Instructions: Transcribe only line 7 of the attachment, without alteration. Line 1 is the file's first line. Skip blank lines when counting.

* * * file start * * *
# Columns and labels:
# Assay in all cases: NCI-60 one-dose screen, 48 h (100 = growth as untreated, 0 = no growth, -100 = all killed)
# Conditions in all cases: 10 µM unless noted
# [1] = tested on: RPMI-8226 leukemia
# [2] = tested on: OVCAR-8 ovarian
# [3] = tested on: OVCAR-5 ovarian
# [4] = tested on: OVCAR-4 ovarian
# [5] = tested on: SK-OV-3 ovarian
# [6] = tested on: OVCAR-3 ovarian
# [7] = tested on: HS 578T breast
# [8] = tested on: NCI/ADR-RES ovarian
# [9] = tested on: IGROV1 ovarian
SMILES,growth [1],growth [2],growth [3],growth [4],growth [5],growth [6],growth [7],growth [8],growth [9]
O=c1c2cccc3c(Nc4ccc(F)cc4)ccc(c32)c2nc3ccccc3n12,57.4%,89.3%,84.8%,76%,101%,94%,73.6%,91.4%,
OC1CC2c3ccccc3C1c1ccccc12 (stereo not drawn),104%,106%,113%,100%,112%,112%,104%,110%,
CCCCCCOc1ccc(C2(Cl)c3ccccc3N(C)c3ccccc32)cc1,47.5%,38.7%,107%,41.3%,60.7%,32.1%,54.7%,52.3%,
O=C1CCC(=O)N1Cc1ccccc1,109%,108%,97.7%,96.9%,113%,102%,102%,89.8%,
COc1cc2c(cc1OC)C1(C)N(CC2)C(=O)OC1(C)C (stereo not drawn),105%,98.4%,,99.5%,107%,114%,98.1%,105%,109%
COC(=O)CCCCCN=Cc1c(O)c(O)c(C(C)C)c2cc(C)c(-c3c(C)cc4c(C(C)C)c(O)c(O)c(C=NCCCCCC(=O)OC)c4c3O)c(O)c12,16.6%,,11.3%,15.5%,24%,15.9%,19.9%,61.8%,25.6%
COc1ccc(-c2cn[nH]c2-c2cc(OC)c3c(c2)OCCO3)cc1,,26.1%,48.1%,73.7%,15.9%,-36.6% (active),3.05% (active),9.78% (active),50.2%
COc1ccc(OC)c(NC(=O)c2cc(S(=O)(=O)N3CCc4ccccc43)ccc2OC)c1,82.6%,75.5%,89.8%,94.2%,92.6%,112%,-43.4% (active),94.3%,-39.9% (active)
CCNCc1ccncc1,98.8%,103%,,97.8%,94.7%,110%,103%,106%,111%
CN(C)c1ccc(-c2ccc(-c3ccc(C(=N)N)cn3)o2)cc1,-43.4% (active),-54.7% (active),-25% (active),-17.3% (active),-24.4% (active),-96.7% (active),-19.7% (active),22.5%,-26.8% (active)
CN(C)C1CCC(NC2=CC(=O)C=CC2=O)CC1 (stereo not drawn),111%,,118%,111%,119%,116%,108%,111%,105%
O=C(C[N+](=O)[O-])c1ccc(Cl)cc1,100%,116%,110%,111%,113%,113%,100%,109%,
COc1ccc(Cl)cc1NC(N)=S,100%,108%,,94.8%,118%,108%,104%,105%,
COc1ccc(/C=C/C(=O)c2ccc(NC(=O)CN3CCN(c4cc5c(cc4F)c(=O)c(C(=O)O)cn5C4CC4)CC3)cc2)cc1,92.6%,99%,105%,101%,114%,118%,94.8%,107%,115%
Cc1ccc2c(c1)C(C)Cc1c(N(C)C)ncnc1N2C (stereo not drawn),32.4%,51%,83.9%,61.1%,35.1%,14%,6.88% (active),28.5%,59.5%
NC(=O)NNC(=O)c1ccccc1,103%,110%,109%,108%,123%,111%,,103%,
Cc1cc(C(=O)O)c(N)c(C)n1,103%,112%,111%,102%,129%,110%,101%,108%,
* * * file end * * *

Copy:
# [4] = tested on: OVCAR-4 ovarian